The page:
Advertisement

Philosophia

, Volume 47, Issue 5, pp 1613–1620 | Cite as

The Burdens of Life

  • Mark WellsEmail author
Article

Abstract

In this paper, I make the case for risks and burdens of morality and meaning. Recognizing such risks and burdens would require many of us to expand how we think about the imposition of risks and burdens. As I take it, if such an expansion helps us make more sense of relevant cases and helps us clarify or resolve debates for which risks and burdens are relevant, then it is well-motivated. Accordingly, I will demonstrate the relevance of my proposed expansion to recent philosophical discussion on the ethics of procreation and provide a series of cases which my proposed expansion makes more sense of than an unexpanded account of risks and burdens and. Moreover, if adopted, I expect an expanded notion of risks and burdens will have implications far beyond procreative ethics.

Keywords

Risk Burden Morality Meaning Prudence Well-being Procreation 

Notes

Acknowledgements

I would like to thank David Faraci, Katia Vavova, James Harold, Nina Emery, Samuel Mitchell, Laura Sizer, and an anonymous reviewer for their helpful comments on earlier drafts of this paper.

References

  1. Benatar, D. (2006). Better never to have been: The harm of coming into existence. New York: Oxford University Press.CrossRefGoogle Scholar
  2. Berners-Lee, M. (2011). How bad are bananas?: The carbon footprint of everything. Vancouver: Greystone Books.Google Scholar
  3. Camus, A. (1955). The myth of sisyphus and other essays. Translated by Justin O'Brien. New York: Vintage Books.Google Scholar
  4. Davies, G., Klaassen, D., Längle, A. (2014). Purpose in life test. In A. C. Michalos (Ed.), Encyclopedia of quality of life and well-being research.  https://doi.org/10.1007/978-94-007-0753-5_2336.CrossRefGoogle Scholar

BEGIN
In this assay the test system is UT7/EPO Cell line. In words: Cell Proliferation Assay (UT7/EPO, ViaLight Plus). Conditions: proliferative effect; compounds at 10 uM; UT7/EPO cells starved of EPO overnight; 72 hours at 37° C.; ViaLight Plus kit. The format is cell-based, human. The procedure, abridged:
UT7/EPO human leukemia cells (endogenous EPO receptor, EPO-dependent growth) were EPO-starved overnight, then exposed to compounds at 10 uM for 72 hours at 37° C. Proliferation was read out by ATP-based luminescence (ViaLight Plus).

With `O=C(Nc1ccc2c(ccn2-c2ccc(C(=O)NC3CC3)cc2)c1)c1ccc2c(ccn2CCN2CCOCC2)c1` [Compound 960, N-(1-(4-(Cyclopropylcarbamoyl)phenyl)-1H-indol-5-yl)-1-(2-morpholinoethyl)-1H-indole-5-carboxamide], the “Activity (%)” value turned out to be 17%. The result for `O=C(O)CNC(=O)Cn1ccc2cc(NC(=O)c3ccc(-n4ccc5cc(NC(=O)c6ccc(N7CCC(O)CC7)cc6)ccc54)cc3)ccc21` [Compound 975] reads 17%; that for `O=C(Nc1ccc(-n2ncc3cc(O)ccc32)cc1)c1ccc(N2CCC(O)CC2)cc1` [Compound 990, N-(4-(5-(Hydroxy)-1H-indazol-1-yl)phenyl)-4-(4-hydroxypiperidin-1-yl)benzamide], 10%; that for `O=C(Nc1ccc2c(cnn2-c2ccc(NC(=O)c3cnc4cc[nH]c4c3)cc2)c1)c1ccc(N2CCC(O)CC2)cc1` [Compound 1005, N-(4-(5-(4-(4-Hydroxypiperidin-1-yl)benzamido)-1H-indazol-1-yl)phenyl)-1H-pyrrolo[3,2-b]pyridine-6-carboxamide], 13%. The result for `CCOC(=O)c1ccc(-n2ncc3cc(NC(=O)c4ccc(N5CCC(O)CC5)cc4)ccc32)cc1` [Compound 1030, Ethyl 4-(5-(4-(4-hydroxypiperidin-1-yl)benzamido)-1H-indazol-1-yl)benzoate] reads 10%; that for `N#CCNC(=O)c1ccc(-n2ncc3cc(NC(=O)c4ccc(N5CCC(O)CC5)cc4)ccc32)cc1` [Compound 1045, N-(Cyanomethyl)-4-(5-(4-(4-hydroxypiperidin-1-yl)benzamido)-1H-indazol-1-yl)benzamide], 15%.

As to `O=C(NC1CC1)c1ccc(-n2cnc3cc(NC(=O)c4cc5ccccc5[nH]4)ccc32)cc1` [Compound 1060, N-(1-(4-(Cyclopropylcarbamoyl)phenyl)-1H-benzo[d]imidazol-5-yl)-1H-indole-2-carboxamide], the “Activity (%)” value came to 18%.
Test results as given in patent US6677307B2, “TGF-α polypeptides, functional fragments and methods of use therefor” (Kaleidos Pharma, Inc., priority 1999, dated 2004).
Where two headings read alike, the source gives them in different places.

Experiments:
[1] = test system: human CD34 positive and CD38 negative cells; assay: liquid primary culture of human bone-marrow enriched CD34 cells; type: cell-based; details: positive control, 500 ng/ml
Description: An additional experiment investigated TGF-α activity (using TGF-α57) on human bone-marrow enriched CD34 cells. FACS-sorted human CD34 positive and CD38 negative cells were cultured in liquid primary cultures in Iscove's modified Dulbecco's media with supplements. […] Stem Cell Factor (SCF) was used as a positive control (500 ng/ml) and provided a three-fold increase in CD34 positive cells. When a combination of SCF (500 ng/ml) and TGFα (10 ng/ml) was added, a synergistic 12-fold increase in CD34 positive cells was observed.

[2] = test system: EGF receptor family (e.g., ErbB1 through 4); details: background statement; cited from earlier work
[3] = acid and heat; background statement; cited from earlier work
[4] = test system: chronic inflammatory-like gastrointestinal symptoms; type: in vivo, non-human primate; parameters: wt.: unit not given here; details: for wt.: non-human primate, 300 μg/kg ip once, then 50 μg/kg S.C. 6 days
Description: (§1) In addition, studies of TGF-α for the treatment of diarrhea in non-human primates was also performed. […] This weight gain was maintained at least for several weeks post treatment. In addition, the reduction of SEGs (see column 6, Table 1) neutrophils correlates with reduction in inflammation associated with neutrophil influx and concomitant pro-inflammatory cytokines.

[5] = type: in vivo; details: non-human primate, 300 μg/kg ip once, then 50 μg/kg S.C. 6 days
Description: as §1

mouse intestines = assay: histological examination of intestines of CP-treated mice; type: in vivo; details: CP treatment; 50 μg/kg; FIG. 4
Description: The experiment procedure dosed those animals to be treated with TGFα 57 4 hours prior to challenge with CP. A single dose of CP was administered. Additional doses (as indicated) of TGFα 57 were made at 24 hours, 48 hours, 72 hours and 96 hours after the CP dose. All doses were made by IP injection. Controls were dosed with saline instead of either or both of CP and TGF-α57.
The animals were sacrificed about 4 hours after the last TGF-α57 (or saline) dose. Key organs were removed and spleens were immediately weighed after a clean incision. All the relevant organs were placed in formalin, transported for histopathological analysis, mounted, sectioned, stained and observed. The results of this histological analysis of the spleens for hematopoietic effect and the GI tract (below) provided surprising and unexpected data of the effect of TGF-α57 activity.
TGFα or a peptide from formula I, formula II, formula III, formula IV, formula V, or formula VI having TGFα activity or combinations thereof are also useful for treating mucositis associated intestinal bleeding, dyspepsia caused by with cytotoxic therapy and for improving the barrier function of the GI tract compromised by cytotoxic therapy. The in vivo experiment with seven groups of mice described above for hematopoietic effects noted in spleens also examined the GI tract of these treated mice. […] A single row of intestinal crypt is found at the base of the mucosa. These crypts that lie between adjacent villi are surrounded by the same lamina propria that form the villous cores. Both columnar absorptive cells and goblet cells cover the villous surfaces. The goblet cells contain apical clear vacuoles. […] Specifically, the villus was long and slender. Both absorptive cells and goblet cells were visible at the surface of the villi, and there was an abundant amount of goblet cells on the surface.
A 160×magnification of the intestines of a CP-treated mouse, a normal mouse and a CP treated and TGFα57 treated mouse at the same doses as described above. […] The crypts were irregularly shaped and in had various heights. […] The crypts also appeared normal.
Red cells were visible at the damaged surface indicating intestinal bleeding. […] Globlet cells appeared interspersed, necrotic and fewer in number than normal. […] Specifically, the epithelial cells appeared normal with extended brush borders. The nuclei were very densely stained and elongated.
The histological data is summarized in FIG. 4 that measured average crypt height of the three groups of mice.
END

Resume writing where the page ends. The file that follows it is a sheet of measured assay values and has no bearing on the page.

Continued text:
5. Haybron, D. M. (2008). The pursuit of unhappiness: the elusive psychology of well-being. Oxford: Oxford University Press.Google Scholar
  6. Himma, K. E. (2010). Birth as a grave misfortune: the traditional doctrine of hell and christian salvific exclusivism. In J. Buenting (Ed.), The problem of hell. Burlington: Ashgate Publishing.Google Scholar
  7. Himma, K. E. (2016). The ethics of subjecting a child to the risk of eternal torment. Faith and Philosophy, 33(1), 94–108.CrossRefGoogle Scholar
  8. Rosenthal, B. G. (1975). Dmitri Sergeevich Merezhkovsky and the silver age: The development of a revolutionary mentality. The Hague: Martinus Nijhoff.CrossRefGoogle Scholar
  9. Shiffrin, S. V. (1999). Wrongful life, procreative responsibility, and the significance of harm. Legal Theory, 5(2), 117–148.CrossRefGoogle Scholar
  10. Weinberg, R. (2015). The risk of a lifetime: how, when, and why procreation may be permissible. Oxford University Press.  https://doi.org/10.1093/acprof:oso/9780190243708.001.0001.
  11. Wolf, S. (2012). Meaning in life and why it matters. Princeton: Princeton University Press.Google Scholar
  12. Young, T. (2001). Overconsumption and procreation: Are they morally equivalent? Journal of Applied Philosophy, 18(2), 183–192.CrossRefGoogle Scholar

Copyright information

© Springer Nature B.V. 2019

Authors and Affiliations

  1. 1.Northeastern UniversityBostonUSA

Personalised recommendations